For immediate release: August 1, 2018
Contact: Michael Crusan
Sick horse in Pine City is confirmed to have West Nile Virus
A 3-year-old Miniature Horse in Pine City was confirmed to have West Nile Virus on July 27, which marks the first equine case in Minnesota in 2018. The attending veterinarian reported to the Minnesota Board of Animal Health that the stallion presented with acute neurologic signs, exhibiting profound weakness in his front limbs, tripping and falling and requiring assistance to stand. The horse has no documented history of vaccination against West Nile Virus and is currently receiving supportive care. A mare and a foal also live on the property and are healthy at this time.
“This case is an unfortunate reminder of why it is so important that owners vaccinate their horses against this disease,” said Equine Program Manager, Dr. Courtney Wheeler.
The last confirmed case of West Nile Virus in a Minnesota horse was November 2017. Last year, 39 states reported 307 equine cases of West Nile Virus. The Minnesota Department of Health has documented two human cases in 2018 to date.
West Nile Virus is a zoonotic disease spread by mosquitoes, and thought to cycle between mosquitoes and birds. Mosquitoes contract the virus from birds and then spread it to mammals (and reptiles), most commonly humans and horses. Infected horses can become anorexic, depressed and show neurologic signs or behavior changes. The incubation period in horses is between three and 15 days. Many infected horses are asymptomatic. Clinical signs can be similar to those seen with other neurologic diseases including rabies.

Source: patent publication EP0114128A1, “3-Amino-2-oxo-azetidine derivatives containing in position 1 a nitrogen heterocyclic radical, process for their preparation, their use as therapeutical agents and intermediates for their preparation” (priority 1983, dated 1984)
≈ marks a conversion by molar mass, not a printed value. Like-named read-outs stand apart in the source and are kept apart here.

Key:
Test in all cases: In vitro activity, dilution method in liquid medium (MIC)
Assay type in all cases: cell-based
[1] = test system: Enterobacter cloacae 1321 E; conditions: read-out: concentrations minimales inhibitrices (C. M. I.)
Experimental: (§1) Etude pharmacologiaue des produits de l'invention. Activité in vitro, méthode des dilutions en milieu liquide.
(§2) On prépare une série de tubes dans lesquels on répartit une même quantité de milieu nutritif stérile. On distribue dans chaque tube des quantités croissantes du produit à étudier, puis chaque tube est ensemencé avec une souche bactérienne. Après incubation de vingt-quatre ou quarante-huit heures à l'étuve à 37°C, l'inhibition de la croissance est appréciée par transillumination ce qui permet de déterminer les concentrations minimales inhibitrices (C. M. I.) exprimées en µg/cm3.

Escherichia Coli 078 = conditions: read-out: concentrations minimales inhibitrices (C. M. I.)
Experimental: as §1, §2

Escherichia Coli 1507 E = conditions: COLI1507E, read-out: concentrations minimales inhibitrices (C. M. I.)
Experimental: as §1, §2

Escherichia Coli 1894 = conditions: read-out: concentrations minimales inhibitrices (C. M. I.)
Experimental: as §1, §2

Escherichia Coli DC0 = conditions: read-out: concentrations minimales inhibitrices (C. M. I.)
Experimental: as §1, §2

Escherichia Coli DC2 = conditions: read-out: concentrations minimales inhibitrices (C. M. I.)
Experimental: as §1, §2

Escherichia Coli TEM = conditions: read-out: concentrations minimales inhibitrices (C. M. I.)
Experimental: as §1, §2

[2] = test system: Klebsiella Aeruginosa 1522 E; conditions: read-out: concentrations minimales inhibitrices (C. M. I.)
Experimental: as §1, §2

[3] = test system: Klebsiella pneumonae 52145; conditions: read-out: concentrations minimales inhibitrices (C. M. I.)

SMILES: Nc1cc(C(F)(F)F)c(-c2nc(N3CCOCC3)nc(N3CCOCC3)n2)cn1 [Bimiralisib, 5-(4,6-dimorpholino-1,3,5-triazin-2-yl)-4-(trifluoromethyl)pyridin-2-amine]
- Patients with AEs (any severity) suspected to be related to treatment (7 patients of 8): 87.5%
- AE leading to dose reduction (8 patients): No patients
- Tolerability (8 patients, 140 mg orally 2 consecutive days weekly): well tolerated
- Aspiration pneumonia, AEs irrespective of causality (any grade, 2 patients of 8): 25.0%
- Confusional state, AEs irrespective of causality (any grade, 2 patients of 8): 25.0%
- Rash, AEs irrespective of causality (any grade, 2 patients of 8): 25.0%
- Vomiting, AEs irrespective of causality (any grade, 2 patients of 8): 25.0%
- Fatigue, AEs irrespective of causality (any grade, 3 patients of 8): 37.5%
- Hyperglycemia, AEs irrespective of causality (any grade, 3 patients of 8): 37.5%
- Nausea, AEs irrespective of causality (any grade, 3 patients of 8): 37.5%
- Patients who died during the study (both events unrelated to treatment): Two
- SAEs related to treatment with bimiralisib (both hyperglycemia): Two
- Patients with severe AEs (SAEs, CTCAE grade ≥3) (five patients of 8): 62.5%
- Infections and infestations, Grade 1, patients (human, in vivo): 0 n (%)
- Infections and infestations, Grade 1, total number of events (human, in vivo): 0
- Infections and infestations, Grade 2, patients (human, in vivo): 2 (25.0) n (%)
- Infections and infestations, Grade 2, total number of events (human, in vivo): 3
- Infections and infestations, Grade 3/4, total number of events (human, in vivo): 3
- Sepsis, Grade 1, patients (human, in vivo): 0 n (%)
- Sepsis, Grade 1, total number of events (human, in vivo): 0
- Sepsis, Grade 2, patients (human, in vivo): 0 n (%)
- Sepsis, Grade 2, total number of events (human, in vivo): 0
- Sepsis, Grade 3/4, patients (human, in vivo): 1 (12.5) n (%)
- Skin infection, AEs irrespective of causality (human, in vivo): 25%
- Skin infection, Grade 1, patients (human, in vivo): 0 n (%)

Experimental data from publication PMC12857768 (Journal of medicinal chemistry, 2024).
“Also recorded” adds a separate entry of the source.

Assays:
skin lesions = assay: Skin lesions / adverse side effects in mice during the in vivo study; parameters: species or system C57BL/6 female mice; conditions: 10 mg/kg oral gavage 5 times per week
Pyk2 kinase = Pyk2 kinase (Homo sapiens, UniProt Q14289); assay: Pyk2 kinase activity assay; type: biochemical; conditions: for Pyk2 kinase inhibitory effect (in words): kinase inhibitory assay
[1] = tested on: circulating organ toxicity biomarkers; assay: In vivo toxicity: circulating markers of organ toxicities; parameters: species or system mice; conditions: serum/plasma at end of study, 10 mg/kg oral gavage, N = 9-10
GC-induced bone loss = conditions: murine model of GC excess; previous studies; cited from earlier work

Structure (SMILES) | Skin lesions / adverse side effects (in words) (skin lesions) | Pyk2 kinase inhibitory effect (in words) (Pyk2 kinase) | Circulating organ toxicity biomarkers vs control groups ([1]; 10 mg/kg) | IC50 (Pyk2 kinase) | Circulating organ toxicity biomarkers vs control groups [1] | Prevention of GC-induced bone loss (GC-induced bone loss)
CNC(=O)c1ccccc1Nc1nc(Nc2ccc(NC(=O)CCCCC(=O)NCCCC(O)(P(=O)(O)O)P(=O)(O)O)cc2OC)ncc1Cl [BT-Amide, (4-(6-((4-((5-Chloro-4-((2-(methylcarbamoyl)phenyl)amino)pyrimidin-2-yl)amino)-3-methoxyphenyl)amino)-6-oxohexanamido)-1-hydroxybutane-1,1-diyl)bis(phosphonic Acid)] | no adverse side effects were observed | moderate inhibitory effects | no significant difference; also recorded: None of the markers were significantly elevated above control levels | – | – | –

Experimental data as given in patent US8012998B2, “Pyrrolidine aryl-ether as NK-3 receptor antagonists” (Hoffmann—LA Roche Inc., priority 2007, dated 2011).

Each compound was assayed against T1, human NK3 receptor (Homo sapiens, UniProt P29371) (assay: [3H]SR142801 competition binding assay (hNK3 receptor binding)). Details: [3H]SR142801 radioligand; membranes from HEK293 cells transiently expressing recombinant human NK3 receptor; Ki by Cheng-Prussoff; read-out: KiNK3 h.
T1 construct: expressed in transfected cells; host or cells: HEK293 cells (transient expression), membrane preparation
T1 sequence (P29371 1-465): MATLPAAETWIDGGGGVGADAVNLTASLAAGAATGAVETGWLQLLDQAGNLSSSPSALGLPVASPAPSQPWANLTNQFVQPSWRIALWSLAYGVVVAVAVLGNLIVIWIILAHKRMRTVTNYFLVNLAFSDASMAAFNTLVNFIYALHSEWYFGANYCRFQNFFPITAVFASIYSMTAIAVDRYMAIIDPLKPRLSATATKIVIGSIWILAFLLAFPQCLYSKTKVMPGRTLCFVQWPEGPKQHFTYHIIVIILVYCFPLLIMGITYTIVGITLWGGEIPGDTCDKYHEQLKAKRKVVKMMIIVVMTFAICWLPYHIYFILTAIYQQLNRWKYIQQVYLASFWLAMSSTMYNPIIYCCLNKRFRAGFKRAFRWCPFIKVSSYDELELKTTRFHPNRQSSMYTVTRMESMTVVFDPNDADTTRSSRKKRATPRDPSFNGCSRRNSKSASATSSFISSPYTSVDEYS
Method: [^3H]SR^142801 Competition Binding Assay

Horse vaccines are available and have been used extensively, contributing to the decline in the number of affected horses. Additionally, disease risk can be reduced by limiting exposure to mosquitoes. This can be accomplished by changing horses’ drinking water regularly, mowing tall grass, draining stagnant water, maintaining screens, installing fans at horse stables, and using insect repellants on both horses and people. Also, mosquitoes primarily feed at dawn and dusk, and keeping horses indoors during these times can reduce risk.
Click this link to learn about West Nile Virus in animals via the USDA’s Animal and Plant Health Inspection Service. You can also learn about how this disease impacts humans by clicking this link from the Minnesota Department of Health.